International Conference on Tolerance
Thu, 04/03/2008 - 12:00am
Held at USC and open to the public.

The USC-Huntington Early Modern Studies Institute and the USC Shoah Foundation Institute for Visual History and Education are co-sponsoring a conference, Religious Tolerance and Intolerance from the Inquisition to the Present.  The conference is open to the public.


Free with reservation.  To reserve a space, contact Melissa McNear at (213) 740-6724, or by email at


April 3, 9:00 AM–5:00 PM, and April 4, 9:00 AM–5:00 PM


USC Davidson Executive Conference Center
3415 South Figueroa Street
Los Angeles, California  90089-0871

Day 1 Schedule

9:00 AM:  Coffee

9:30 AM:  Welcome:  Douglas Greenberg, University of Southern California

Keynote Address

Introduction:  Peter C. Mancall, University of Southern California

Benjamin Kaplan, University College London

"A Tale of Two Churches"

11:00 AM–12:00 PM:  Tolerance and Intolerance in Theory and Practice

Chair:  Donald Miller, University of Southern California

Alison Dundes Renteln, University of Southern California

"The Meaning of Toleration in Comparative Political Theory and the Implications for Public Policy"

Evan Haefeli, Columbia University

"Tolerance and Intolerance?  European Relations to Religious Difference, c. 1400-1800"

12:00 PM–1:30 PM:  Lunch

1:30–2:30 PM:  Jews and Other Europeans

Chair:  Paul Lerner, University of Southern California

Howard Lupovitch, Colby College

"From Eden to Hell:  Hungarian Jewry’s Meteoric Fall"

Jonathan Elukin, Trinity College

"The Metaphorical Jew and the History of Tolerance"

2:30–3:00 PM:  Break

3:00–4:00 PM:  Catholics, Jews, and the State in Early Modern Europe

Chair:  Cynthia Herrup, University of Southern California

Iryna Vushko, Yale University

"Enligtenment, Bureaucracy, and the Jews:  The Case of Austrian Galicia, 1772-1809

Bruno Feitler, Early Modern Studies Assistant Professor at Universidade Federal de São Paulo

"The Search for a Pure Catholicism:  Anti-Jewish and Antisemitic Literature in the Early Modern Portuguese World"

4:00–5:00 PM:  Reception (Sponsored by the Center for Religion and Civic Culture)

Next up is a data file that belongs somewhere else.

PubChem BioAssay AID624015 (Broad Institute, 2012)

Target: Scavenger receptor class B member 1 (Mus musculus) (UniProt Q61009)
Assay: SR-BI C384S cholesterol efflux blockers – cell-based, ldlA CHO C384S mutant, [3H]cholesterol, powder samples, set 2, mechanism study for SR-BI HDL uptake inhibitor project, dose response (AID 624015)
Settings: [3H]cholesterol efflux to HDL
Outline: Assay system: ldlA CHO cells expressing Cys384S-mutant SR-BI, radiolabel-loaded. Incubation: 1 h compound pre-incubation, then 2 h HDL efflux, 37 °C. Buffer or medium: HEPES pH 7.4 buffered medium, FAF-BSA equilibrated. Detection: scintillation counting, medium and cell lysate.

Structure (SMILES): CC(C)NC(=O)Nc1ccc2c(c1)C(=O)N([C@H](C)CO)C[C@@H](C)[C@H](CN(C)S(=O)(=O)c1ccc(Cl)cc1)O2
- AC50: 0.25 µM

Day 2 Schedule

9:00 AM:  Coffee

10:00–11:30 AM:  The Idea of Tolerance in the Early Modern Atlantic World

Chair:  Sarah Rivett, Washington University in St. Louis

John Coffey, University of Leicester

"Between Reformation and Enlightenment:  Or How Presbyterians Learned to Love Religious Liberty"

Owen Stanwood, Catholic University

"Another American Paradox:  Anti-Popery and Toleration in the Seventeenth Century"

11:30 AM–1:00 PM:  Lunch

1:00–2:00 PM:  Tolerance and Intolerance in the United States

Chair:  Richerd Fox, University of Southern California

Nathalie Caron, Université de Paris XII–Val de Marne

"Tolerating Intolerance:  The Case of the 'New' Atheism Movement in the United States "

Shawn Francis Peters, University of Wisconsin-Madison

"Consigned to Mayhem":  The Persecution of Jehovah's Witnesses in the United States during the World War II Era

2:00–2:30 PM:  Break

2:30–3:30 PM:  Tolerance and Intolerance in Bolivia and Russia

Chair:  Maria Elena Martinez, University of Southern California

Wolf Gruner, University of Southern California

"Unequal Brothers:  Indigenous People in the Republic Bolivia after the Independence of 1825"

Matthew P. Romaniello, University of Hawai’i at Manoa

“Religious Indifference in an Orthodox State?  Delineating Tolerance in Muscovite Russia”

3:30–5:00 PM:  Roundtable Discussion:  Tolerance and Intolerance in Historical Context

Douglas Greenberg and Peter C. Mancall, Moderators

5:00 PM:  Reception